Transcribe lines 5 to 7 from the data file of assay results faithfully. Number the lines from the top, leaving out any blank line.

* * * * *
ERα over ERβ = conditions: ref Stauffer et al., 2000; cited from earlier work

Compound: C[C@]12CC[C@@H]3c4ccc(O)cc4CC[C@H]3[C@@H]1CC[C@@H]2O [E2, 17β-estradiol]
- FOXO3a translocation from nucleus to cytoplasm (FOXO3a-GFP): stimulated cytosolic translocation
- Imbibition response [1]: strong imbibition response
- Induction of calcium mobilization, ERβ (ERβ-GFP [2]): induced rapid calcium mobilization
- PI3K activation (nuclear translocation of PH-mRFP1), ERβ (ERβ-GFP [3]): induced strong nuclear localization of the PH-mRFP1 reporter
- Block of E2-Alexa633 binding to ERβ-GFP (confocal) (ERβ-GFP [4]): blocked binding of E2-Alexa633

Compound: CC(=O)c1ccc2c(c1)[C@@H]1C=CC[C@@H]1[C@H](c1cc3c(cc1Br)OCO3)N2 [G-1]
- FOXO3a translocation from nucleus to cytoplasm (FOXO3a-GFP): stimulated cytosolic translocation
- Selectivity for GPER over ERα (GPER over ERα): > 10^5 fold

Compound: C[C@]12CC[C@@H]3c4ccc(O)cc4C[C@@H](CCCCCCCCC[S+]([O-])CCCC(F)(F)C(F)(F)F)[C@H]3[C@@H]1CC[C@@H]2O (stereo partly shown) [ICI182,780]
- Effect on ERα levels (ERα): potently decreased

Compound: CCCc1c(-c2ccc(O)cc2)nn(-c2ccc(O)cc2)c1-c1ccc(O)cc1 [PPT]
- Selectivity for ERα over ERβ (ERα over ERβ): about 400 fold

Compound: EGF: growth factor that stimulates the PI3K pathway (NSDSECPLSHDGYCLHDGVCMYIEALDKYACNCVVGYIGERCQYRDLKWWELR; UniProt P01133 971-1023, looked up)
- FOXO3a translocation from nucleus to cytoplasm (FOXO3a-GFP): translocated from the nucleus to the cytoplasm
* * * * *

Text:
- Induction of calcium mobilization, ERβ (ERβ-GFP [2]): induced rapid calcium mobilization
- PI3K activation (nuclear translocation of PH-mRFP1), ERβ (ERβ-GFP [3]): induced strong nuclear localization of the PH-mRFP1 reporter
- Block of E2-Alexa633 binding to ERβ-GFP (confocal) (ERβ-GFP [4]): blocked binding of E2-Alexa633